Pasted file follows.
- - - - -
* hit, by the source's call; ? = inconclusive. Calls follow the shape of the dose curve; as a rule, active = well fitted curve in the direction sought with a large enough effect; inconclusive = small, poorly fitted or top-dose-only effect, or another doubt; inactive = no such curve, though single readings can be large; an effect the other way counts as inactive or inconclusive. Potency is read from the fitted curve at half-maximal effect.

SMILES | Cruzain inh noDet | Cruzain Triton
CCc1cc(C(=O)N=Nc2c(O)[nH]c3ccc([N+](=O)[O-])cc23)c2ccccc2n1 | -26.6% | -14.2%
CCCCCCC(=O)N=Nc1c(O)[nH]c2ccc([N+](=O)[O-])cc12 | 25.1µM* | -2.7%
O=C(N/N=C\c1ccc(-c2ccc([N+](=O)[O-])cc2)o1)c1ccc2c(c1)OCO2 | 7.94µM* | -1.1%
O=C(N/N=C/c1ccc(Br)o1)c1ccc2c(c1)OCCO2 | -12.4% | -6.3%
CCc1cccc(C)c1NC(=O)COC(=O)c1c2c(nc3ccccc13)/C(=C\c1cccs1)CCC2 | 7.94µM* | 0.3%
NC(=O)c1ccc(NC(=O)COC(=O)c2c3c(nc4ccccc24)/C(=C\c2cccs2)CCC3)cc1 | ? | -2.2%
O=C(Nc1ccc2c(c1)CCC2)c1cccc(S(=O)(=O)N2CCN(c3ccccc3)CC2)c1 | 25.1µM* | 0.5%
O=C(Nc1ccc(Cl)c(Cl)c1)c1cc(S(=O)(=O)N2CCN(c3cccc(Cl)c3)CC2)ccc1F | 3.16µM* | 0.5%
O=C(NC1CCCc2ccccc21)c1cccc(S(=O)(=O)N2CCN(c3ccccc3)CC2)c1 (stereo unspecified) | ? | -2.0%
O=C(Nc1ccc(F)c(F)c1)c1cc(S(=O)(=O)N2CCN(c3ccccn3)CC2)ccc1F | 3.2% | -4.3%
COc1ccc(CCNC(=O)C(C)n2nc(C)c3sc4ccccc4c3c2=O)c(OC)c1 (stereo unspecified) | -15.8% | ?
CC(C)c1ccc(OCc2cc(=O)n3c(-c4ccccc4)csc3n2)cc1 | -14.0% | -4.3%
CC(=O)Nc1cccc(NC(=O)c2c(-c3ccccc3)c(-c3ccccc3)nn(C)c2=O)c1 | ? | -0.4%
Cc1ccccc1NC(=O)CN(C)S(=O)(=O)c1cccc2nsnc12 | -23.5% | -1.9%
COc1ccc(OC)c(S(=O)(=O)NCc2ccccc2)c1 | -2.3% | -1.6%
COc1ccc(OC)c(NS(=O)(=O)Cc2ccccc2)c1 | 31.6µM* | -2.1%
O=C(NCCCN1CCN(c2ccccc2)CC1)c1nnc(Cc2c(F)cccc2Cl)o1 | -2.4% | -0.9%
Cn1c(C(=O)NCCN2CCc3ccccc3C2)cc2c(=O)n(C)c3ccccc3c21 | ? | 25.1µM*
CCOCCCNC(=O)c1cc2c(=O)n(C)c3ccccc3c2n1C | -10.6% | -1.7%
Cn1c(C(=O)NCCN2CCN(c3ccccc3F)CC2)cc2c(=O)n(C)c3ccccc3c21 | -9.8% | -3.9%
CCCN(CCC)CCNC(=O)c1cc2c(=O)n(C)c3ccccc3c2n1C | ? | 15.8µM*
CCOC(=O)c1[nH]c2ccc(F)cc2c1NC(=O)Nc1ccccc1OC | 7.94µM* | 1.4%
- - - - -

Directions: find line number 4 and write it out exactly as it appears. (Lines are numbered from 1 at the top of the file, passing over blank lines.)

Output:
CCCCCCC(=O)N=Nc1c(O)[nH]c2ccc([N+](=O)[O-])cc12 | 25.1µM* | -2.7%